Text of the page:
Leather has been used for clothing, protection, furniture and rugs since prehistoric times, and for good reasons: It's readily available, durable and flexible. But leather has come a long way since the cave ages, thanks to modern science. Today both natural and faux leather can be dyed any color, stamped with designs and treated to be stain resistant. And in today’s design-oriented world, leather has some truly unique uses. Let’s explore some modern and traditional ways this old material is being used now.
Walls. This creative application usually ends up being pretty expensive, since one hide costs around $200 (on the lower end of the price scale), and the average hide is approximately 50 to 52 square feet.
Floors. Leather floor tiles can be glued to a plywood floor using contact cement. Although these one-of-a-kind applications are stunning, they can be difficult to care for. Leather floors need to be vacuumed with a soft bristle brush and mopped monthly with distilled water. You also have to clean up spills quickly so they don't stain.
Upholstery. Leather couches have become a classic furniture staple. While they look stunning and wear well, leather is cool to the touch in the winter and clings to the skin in warm weather (think of leather car seats and bare legs), meaning it's not the most comfortable upholstery choice for extreme environments. Stains, including pen ink, can be difficult to remove, too.
You'll want to keep leather at least 2 feet from a heat source to prevent it from drying out, and keep it out of direct sunlight to prevent fading. And do not use caustic household cleaners to clean leather. Instead, use a mild, nonacidic soap mixed with water and apply with an up-and-down or side-to-side motion (not in a circle). Clean an area larger than the spot, rinse with a damp cloth and allow it to dry for 24 hours.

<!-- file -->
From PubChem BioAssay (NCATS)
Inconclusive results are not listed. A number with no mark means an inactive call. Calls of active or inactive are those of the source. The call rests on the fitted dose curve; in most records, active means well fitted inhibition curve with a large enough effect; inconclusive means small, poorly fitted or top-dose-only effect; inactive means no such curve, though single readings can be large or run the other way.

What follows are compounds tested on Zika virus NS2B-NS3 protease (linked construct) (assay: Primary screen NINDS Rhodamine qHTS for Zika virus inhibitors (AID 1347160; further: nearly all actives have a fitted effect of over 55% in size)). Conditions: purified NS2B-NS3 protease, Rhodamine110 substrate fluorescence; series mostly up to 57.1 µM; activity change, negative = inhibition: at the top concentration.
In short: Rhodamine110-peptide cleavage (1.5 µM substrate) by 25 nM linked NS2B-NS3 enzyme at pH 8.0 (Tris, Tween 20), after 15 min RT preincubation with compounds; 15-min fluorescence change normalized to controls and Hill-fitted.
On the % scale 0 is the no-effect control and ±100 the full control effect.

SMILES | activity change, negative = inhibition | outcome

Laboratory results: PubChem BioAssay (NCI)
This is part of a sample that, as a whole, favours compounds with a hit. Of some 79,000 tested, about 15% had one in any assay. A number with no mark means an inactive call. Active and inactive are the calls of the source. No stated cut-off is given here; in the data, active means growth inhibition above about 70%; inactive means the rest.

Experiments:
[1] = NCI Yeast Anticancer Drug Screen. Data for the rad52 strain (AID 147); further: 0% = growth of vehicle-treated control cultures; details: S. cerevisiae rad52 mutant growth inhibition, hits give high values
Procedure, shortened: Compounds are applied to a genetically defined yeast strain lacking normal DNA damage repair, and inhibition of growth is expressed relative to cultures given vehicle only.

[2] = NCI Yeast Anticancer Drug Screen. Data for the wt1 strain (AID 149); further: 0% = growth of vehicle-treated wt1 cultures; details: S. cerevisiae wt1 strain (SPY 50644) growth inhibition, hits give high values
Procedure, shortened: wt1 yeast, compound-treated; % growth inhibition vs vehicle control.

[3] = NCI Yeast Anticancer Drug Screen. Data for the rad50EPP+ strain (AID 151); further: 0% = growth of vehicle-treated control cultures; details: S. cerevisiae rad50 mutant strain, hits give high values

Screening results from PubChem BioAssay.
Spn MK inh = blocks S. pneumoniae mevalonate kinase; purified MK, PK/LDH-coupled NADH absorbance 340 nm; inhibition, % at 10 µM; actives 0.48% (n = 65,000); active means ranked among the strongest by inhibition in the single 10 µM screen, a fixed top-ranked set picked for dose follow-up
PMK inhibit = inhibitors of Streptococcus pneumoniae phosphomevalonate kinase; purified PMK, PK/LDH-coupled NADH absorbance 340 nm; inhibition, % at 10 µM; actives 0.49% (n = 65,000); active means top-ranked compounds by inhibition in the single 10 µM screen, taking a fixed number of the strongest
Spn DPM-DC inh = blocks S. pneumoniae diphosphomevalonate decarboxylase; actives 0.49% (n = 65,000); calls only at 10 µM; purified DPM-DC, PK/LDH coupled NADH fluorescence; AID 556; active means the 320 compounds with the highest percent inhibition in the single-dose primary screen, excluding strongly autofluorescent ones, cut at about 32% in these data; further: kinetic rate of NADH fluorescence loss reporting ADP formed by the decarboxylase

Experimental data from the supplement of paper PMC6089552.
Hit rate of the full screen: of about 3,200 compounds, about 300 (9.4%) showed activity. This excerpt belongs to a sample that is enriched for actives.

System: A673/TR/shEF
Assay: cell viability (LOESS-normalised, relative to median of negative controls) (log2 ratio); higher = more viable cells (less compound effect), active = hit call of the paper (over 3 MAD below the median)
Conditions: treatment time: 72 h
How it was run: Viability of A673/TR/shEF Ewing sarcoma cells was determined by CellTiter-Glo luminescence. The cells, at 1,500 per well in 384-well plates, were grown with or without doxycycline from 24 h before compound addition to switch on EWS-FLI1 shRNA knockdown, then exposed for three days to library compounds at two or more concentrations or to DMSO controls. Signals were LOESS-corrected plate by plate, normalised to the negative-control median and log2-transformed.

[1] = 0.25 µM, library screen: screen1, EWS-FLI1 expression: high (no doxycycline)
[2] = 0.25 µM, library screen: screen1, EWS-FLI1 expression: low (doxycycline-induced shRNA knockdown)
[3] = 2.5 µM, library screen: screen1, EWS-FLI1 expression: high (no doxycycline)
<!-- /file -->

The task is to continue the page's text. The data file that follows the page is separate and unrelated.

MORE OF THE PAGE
There is no guarantee that a spot can be removed from leather. When in doubt, call a professional before using any chemicals.
Tabletop. When leather is selected for a tabletop or other oft-used surface, it needs to be protected and maintained to reduce spots, stains and scratches. Dust it regularly with a soft, damp cloth.
To condition the leather, use professional leather products to ensure a good result. Products like mink oil can darken the leather, so it is always a good idea to test any product on a small area first. Stain protection can be added during the tanning process; look for leather with Scotchguard or another protective coating. Or you can apply surface protection against oil, water and dirt stains later.
Faux leather. Like leather, faux leather can be stamped to create a detailed pattern that adds style and interest. Although faux leather is less expensive than genuine leather, it doesn't last as long or wear as well.
Often, to save on cost, faux leather is applied on the sides and back of a chair or sofa while genuine leather is used on the front. The faux leather is dyed to match the real deal.
Woven. When woven, leather is strong, durable and lasting. However, woven leather will stretch with time and use.
If it becomes scratched and scuffed, woven or unwoven leather can be polished, like you would polish a pair of shoes, to restore and renew the look.
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Houzz is the leading online platform for home remodeling and design, providing people with everything they need to improve their homes from start to finish -- online or from a mobile device. From decorating a room to building a custom home, Houzz connects millions of homeowners, home design enthusiasts and home improvement professionals around the world. Lee Anne Culpepper is a contributor to Houzz.